In December, he will graduate. He’s been volunteering at an office maintaining its website because he can’t legally be paid. He hopes Friday’s announcement will change that.
“It also weighs heavily when you’re trying to study and you’re telling yourself, ‘Why am I even going to continue studying if once I get my degree, which is just a piece of paper, and I won’t be able to do anything with it?,’” he asked. “It’s hard to stay focused.”
Before today’s ruling, Moreno had no chance of finding work. He’s still tentatively optimistic, though –– many students won’t believe the ruling until they have a work permit in their hands.
Texas Political Reaction
Quickly planned rallies popped up around Dallas following the announcement Friday. A small group gathered at the campaign headquarters of congressional candidate Domingo Garcia.
Immigration advocate Ralph Isenberg though expressed caution.
“If all 800,000 want to follow the pied piper, you’re going to come to a dead end, because he doesn’t promise you, anything,” he said.
Isenberg was referring to the President’s statement that the police change is not immunity or a path citizenship. His Isenberg Center for Immigration Empowerment helps foreign nationals with immigration problems and he supports the President. He is not convinced the President has the authority to uphold the change though, or withstand a challenge from congress.
Shortly after the announcement, Gov. Rick Perry released a statement calling the ruling a “election-year tactic to bypass Congress and arbitrarily grant amnesty to potentially millions of illegal immigrants.
Here’s the full statement from the governor:
“The Obama Administration’s election-year tactic to bypass Congress and arbitrarily grant amnesty to potentially millions of illegal immigrants is another example of its blatant disregard for our Constitution, our rule of law and our democratic process.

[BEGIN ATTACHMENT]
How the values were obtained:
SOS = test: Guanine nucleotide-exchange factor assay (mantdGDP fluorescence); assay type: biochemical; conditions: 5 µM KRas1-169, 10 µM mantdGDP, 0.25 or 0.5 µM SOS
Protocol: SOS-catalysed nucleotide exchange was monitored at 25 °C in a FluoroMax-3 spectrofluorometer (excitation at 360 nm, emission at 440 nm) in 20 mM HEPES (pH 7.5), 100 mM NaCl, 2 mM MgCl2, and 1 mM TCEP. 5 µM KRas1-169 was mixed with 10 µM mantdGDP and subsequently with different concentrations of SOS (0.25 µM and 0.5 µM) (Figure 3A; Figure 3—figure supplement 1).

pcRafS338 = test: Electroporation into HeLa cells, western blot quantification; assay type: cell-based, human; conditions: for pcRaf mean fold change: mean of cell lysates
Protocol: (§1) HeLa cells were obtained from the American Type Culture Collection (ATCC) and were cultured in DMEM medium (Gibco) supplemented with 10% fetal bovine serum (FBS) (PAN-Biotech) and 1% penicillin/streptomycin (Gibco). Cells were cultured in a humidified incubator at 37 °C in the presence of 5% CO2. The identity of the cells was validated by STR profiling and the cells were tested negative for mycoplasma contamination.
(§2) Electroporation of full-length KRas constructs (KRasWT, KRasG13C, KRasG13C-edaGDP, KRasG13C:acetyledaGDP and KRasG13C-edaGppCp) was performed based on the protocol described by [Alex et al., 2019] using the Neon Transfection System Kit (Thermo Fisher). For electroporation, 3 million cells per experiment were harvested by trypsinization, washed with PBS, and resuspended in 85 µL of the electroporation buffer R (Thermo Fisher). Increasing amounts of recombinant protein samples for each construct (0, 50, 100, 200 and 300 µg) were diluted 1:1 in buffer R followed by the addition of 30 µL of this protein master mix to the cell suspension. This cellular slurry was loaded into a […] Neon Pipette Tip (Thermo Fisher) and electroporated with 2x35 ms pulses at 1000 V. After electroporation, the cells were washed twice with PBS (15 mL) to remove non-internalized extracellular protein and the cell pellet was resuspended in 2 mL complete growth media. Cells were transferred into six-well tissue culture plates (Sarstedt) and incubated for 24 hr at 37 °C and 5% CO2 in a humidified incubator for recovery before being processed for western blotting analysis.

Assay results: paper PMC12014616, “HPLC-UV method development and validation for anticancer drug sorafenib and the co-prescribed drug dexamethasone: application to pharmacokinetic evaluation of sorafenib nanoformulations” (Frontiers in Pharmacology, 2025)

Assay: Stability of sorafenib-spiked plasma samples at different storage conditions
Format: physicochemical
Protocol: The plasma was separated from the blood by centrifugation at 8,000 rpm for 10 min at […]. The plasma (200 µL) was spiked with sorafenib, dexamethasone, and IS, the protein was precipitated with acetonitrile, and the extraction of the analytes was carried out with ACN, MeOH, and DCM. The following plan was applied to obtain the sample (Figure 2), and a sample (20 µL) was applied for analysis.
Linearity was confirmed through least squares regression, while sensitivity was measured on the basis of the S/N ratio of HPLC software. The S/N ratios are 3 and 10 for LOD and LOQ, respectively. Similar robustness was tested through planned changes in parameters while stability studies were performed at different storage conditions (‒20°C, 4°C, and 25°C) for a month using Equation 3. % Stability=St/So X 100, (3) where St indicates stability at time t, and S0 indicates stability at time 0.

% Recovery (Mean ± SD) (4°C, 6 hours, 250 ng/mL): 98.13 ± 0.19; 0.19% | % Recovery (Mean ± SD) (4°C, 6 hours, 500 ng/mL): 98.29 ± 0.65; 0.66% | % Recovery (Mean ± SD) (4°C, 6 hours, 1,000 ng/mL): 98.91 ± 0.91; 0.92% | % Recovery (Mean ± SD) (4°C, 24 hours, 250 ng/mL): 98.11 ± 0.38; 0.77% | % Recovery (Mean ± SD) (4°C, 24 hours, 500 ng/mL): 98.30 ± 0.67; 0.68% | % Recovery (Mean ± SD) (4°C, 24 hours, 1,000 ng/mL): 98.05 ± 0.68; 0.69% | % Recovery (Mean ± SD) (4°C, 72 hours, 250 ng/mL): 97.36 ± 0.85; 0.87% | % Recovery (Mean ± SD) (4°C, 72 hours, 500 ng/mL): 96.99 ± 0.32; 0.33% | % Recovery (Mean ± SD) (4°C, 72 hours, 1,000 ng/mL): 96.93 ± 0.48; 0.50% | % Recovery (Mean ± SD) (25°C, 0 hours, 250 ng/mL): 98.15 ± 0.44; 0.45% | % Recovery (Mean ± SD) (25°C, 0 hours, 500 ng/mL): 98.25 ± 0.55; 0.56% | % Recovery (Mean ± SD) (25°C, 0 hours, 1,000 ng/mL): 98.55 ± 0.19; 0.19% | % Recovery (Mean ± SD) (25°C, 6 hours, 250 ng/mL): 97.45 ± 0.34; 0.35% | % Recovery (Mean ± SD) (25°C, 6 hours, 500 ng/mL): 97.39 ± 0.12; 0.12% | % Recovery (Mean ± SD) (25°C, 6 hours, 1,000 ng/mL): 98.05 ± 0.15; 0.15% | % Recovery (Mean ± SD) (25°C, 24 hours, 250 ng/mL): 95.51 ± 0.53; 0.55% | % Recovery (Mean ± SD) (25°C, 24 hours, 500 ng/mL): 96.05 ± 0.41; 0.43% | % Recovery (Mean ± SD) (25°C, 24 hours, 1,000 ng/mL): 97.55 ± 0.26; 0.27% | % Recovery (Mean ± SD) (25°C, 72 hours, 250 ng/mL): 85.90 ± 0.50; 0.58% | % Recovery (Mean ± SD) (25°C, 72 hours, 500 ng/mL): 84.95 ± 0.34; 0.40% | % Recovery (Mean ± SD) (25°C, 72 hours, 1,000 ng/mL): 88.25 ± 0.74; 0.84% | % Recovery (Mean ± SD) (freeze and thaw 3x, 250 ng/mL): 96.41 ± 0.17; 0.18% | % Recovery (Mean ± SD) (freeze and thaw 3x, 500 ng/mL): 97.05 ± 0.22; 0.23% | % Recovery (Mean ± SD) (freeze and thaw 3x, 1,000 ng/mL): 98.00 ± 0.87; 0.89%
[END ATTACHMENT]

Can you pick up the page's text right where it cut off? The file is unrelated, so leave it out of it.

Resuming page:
The laws of this nation are not open to selective, convenient or political interpretation; they are the very foundation of our freedom, and the protections they guarantee make our nation strong and attractive to immigrants around the world – millions of whom abide by our laws and processes and seek legal entry. These are decisions that should be thoroughly debated within the halls of Congress.
This Administration has failed to provide a secure border, which is essential to national security, and is instead granting blanket amnesty to those who have broken our laws. Failed border security and immigration policies have created a magnet for those who came in the first place. It’s clear President Obama prefers to upend the rule of law, picking winners and losers, rather than work with Congress and the American people on a sustainable, long-term solution.”
Congressman Michael Burgess (R –– Lewisville) also released a similar statement, saying the ruling does nothing to alleviate the pressure on the millions of unemployed Americans.
Here’s his full statement:
“With over 12 million Americans unemployed, President Obama showed that he is not concerned with policies that will put them back to work. Instead, he wants to put illegal immigrants ahead of the rule of law and provide them with work permits. This is not only a reckless decision, but one that will continue to block opportunities for American citizens to find employment. I urge the president to stop supporting amnesty and to stop creating policy that will continue to make it harder for Americans to find work.”
(©2012 CBS Local Media, a division of CBS Radio Inc. All Rights Reserved. This material may not be published, broadcast, rewritten, or redistributed. The Associated Press contributed to this report.)